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Ibid. p. 85: Falso calumniantur nos adversarii, quod nostri non doceant bona opera, cum ea non solum requirant, sed etiam ostendant, quomodo fieri possint, etc. Comp. Winer, p. 99 and 105, where other passages are quoted from the Lutheran symbols.—The creeds of the Reformed Church express themselves in similar terms. Thus the Confession of Basle, Art. 9, Concerning Faith and Good Works : We acknowledge the forgiveness of sins by faith in Jesus Christ, the crucified one; though this faith continually exercises, and manifests itself, and is preserved, by works of love, we do not ascribe righteousness and satisfaction for our sins to works as the fruit of faith, but solely to true confidence and faith in the blood of the Lamb of God, which was shed for the remission of our sins ; for we freely confess that all things are given to us in Christ. Therefore believers are not to perform good works to make satisfaction for their sins, but only in order to manifest their gratitude for the great mercy which the Lord God has shown to us in Christ.—Compare also the arrangement of the Catechism of Heidelberg, where the whole system of ethics is included in the article concerning Gratitude. Conf. Helv. II. c. 15: Docemus cum Apostola, hominem peccatorem justificari sola fide in Christum, etc. The following definition is given in ch. 16: Fides humana non est opinio ac humana persuasio, sed firmissima fiducia et evidens ac constans animi assensus, denique certissima comprehensio veritatis Dei.... atque adeo Dei ipsius, summi boni, et præcipue promissionis divine et Christi, qui omnium promissionum est colophon.Heidelberg Catech., Qu. 21: What is true faith? Answ. It is not only a certain knowledge whereby I hold for truth all that God has revealed to us in his Word, but also an assured confidence, which the Holy Ghost works by the Gospel in my heart, that not only to others, but to me also, remission of sins, everlasting righteousness and salvation are freely given by God, merely of grace, only for the sake of Christ's merits.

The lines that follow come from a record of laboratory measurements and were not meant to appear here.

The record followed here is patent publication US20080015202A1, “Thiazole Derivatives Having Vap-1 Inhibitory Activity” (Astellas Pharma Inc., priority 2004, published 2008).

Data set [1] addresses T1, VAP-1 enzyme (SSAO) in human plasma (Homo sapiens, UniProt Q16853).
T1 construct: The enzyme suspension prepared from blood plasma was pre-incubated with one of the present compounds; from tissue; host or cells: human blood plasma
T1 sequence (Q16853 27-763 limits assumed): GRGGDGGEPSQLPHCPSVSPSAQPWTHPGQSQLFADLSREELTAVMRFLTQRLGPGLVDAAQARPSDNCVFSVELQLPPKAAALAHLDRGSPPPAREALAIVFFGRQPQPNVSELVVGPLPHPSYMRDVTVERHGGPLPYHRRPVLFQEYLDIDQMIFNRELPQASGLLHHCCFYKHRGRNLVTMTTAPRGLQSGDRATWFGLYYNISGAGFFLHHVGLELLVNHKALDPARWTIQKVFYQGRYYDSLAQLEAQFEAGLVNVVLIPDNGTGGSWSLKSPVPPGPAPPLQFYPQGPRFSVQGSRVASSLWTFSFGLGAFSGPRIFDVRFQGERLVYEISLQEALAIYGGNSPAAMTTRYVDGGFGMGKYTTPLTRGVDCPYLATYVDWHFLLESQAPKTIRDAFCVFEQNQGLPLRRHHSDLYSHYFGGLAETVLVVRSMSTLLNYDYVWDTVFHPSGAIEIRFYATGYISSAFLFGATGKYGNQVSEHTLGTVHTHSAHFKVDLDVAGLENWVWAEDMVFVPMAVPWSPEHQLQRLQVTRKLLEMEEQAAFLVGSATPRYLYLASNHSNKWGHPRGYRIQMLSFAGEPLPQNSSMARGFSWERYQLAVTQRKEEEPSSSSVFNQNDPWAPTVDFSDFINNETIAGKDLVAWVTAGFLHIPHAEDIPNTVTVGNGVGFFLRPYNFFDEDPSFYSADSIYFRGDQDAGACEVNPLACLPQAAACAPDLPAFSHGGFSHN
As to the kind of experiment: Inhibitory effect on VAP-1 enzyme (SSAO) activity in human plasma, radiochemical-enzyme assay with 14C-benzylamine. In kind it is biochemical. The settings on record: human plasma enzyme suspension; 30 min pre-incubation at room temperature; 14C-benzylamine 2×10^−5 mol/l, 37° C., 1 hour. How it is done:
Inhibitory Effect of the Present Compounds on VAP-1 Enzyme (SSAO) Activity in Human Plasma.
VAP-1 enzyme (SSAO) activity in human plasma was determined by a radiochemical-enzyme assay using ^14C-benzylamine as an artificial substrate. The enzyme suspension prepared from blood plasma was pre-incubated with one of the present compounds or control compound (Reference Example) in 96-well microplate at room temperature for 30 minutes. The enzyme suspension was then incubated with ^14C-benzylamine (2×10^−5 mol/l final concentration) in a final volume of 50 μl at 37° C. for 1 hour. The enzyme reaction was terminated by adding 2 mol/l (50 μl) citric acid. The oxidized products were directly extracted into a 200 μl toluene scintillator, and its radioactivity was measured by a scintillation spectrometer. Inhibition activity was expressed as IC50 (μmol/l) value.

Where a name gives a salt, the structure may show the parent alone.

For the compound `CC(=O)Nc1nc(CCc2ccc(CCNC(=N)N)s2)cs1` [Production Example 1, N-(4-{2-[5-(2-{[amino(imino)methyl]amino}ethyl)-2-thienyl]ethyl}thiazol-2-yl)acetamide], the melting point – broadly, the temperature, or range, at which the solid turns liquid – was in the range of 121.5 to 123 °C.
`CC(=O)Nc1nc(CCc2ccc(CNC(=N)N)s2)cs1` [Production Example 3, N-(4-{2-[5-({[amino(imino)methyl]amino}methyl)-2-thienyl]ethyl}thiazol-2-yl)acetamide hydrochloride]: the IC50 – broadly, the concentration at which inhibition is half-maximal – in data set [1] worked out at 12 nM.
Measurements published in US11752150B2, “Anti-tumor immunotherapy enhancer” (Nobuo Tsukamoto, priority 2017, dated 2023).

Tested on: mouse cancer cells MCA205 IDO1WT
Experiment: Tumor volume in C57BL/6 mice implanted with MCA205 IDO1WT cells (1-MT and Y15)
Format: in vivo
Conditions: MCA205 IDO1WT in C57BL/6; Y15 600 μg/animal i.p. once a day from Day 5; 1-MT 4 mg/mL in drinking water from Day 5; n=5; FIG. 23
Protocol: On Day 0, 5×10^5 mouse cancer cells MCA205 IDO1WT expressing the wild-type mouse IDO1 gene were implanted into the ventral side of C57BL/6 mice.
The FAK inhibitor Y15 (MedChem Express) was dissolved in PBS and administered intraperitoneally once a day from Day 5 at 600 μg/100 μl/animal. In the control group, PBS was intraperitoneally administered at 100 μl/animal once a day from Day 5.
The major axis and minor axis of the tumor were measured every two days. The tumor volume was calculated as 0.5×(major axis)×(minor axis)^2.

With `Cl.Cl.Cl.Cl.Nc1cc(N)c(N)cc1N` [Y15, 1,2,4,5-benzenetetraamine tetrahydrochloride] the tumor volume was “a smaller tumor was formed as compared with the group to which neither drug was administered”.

• For example, Thomas Münzer, David Joris, Seb. Frank, Thamer, Schwenkfeld, etc. See Schenkel, ii, 251. Hagen., ii. 374.

• Confess. Remonstrant. 18, 3, and Apolog. Conf. Rem. p. 112, a. (quoted by Winer, p. 97): Justificatio est actio Dei, quam Deus pure pute in sua ipsius mente efficit, quia nihil aliud est, quam volitio aut decretum, quo peccata remittere et justitiam imputare aliquando vult iis, qui credunt, i. e., quo vult pænas peccatis eorum promeritas iis non infligere eosque tamquam justos tractare et præmio afficere.— The Socinians also regarded justification as a forensic act. Catech. Racov. Qu. 433 (ibid.): Justificatio est, cum nos Deus pro justis habet, quod ea ratione facit, cum nobis et peccata remittit et nos vita æterna donat. Comp. Socinus, de Justif. (Opp. ii. p. 603): Duplici autem ratione amovetur peccatum : vel quia non imputatur ac perinde habetur ac si nunquam fuisset, vel quia peccatum ipsum revera aufertur, nec amplius peccatur.... What he says further on: Utraque hæc amovendi peccati ratio in justificatione coram Deo nostra conspicitur, might lead us to think that he identified sanctification and justification, but in the sequel he distinctly separates them : Ut autem cavendum est, ne, ut hodie plerique faciunt, vitæ sanctitatem atque innocentiam effectum justificationis nostræ coram Deo esse dicamus, sic diligenter cavere debemus, ne ipsam sanctitatem atque innocentiam justificationem nostram coram Deo esse credamus, neve illam nostræ coram Deo justificationis causam efficientem aut impulsivam esse affirmemus, sed tantummodo causam, sine qua eam justificationem non contingere decrevit, Deus. The difference between justificatio and obedientia is so defined, that by the former we are to understand the remissio peccatorum, and by obedientia a mere condition, under which justification occurs.